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Stressed Out Skin: The Link Between Stress and Skin Health

It’s no secret that life is challenging. From everyday pressures like work or school to unpredictable events like pandemics or the loss of a loved one, we experience a broad range of stressors throughout the course of our lives. Events like this can lead to psychological distress and also manifest in your skin, triggering or worsening a wide range of conditions.

Here's the low-down on high stress and how it may be affecting your skin's health.

Stress and Skin: The Connection

The human body is designed to fight against perceived threats. For example, our immune system plays a crucial role in keeping us healthy and protecting us from viruses. However, sometimes our bodies overreact to “threats” that are harmless. Unfortunately, this overreaction can occur with stress, resulting in unwanted skin changes.

When the mind or body become distressed (by a real or unreal threat), our brain secretes hormones that induce the release of cortisol, a stress hormone, from our adrenal glands. Our skin has receptors for this stress hormone, and their activation results in various changes to our skin, such as:

  • Increased inflammation

  • Impaired wound healing

  • More oil and sebum production

  • Impaired resistance to infection

Skin Conditions That Can Worsen with Stress

Due to increased inflammation and the skin changes mentioned above, skin conditions can flare with stress, such as:

  • Acne

  • Hair loss (Alopecia areata)

  • Hair thinning (Androgenetic Alopecia or Telogen Effluvium)

  • Eczema (Atopic dermatitis)

  • Psoriasis

  • Rosacea

  • Scalp rash (Seborrheic dermatitis)

  • Hives

Stress-Induced Behaviors and Skin Problems

Not only can stress cause changes in our brain and body chemistry that result in skin changes, but our behavioral response (conscious or subconscious) also likely contributes. For example, some people touch their face when they are nervous, introducing whatever is on their hands to their face, and cause worsening acne.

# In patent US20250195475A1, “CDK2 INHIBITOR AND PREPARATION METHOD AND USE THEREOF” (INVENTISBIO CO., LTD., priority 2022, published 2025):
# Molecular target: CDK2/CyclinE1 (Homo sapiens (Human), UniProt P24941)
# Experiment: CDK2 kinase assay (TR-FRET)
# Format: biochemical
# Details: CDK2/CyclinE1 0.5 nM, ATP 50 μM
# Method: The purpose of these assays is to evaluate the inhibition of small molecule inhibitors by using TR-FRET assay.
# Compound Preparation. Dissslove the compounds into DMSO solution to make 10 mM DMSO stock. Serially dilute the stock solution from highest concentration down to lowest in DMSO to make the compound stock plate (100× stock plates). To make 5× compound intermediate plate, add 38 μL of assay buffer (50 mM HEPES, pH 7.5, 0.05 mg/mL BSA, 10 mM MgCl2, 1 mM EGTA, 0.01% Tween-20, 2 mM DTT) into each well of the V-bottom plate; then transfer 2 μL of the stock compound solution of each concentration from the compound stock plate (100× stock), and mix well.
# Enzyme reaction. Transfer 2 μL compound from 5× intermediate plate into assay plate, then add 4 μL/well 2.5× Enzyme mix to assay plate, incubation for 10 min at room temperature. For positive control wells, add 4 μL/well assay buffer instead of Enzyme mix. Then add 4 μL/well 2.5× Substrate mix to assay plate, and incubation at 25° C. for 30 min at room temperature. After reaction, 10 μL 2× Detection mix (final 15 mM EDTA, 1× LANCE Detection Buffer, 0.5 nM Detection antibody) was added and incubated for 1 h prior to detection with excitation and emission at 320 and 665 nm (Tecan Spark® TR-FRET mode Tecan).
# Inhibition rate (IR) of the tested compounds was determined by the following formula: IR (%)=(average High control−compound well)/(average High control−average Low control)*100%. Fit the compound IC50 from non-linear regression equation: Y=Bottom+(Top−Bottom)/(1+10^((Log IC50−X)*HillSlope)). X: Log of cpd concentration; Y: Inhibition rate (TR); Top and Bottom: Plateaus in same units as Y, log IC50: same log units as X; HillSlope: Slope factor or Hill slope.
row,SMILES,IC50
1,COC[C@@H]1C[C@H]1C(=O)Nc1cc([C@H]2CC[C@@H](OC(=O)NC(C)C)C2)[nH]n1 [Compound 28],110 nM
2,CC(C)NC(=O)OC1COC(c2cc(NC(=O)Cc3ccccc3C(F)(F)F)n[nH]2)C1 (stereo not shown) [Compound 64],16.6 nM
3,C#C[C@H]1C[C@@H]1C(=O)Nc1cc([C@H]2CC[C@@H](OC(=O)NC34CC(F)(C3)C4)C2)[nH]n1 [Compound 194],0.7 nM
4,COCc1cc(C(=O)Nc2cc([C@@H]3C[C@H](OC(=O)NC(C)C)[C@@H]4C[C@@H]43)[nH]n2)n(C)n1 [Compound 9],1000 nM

Also, we tend to stray away from our healthy habits when under tremendous stress. We may spend less time taking care of ourselves by sleeping less, eating unhealthy diets, skipping exercise, and not washing our faces regularly. All these behaviors can negatively impact our skin.

Tips to help reduce stress and improve skin health

Remember that it’s OK to be stressed—it’s a normal response, and accepting it is the first step to decreasing stress levels.

  1. Take care of yourself: Drink plenty of water, eat a healthy diet, exercise regularly, sleep in a dark room, remove bright screens an hour before bed, and wake up at the same time each day.

  2. Practice relaxation techniques: Slow breathing, meditation, and yoga are exercises that can reduce anxiety and stress.

  3. Be aware of nervous habits: If you touch your face during times of stress, it can trigger skin problems.

  4. Keep in contact: Don’t forget about your social life during times of stress. Make plans with your loved ones and friends.

  5. Seek professional help: Behavioral therapists are trained to equip you with evidence-based strategies to help cope with stress.

  6. Continue taking care of your skin: Use sunscreen whenever you go outside, moisturize often—especially during the winter—and, most importantly, continue to see your dermatologist.